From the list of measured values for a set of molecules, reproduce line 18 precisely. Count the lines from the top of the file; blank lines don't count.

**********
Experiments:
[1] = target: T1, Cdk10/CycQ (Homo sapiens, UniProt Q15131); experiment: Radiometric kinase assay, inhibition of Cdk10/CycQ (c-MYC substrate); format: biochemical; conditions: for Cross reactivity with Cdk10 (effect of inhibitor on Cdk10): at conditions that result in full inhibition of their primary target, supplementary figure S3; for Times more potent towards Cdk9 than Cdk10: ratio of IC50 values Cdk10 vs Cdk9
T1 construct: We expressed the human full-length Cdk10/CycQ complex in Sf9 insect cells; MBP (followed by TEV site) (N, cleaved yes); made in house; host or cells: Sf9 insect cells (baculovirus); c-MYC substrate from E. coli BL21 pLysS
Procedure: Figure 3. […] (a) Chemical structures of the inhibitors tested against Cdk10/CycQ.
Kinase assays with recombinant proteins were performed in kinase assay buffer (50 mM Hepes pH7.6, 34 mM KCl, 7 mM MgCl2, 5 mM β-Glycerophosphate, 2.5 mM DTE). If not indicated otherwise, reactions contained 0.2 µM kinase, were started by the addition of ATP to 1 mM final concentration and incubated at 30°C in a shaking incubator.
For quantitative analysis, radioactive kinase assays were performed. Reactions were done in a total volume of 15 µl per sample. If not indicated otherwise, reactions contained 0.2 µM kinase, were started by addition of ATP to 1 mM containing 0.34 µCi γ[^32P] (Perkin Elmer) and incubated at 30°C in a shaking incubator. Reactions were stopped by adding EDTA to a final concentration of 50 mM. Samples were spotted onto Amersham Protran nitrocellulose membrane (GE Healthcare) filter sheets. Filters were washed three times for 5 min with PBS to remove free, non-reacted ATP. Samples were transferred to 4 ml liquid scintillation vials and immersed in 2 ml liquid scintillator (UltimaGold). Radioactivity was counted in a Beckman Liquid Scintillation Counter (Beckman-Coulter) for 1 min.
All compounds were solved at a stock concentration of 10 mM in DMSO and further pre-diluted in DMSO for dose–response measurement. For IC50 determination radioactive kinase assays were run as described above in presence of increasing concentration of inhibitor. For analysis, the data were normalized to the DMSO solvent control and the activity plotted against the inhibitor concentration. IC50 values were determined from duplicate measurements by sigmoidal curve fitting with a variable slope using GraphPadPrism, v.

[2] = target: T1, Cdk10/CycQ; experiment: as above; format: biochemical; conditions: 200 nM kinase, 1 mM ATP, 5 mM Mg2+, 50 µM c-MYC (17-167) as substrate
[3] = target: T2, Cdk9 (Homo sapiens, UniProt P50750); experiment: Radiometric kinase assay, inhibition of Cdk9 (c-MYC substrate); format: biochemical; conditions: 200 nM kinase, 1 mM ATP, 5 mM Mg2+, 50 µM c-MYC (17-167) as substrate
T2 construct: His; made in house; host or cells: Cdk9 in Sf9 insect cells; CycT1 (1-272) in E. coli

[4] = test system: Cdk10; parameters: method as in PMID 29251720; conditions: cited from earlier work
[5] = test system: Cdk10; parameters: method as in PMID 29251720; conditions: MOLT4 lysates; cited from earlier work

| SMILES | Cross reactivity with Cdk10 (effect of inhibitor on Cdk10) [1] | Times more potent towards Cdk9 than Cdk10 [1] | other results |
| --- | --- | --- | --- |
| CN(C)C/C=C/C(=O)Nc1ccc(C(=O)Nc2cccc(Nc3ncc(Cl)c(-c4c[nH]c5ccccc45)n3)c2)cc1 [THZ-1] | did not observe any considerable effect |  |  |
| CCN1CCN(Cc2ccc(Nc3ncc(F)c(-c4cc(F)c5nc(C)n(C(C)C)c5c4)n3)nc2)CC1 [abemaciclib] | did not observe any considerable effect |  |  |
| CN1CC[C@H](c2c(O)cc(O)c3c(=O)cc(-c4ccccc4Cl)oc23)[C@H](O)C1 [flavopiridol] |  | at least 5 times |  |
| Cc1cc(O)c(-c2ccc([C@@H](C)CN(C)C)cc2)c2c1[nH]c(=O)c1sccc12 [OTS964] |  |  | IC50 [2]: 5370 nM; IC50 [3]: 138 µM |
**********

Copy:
| Cc1cc(O)c(-c2ccc([C@@H](C)CN(C)C)cc2)c2c1[nH]c(=O)c1sccc12 [OTS964] |  |  | IC50 [2]: 5370 nM; IC50 [3]: 138 µM |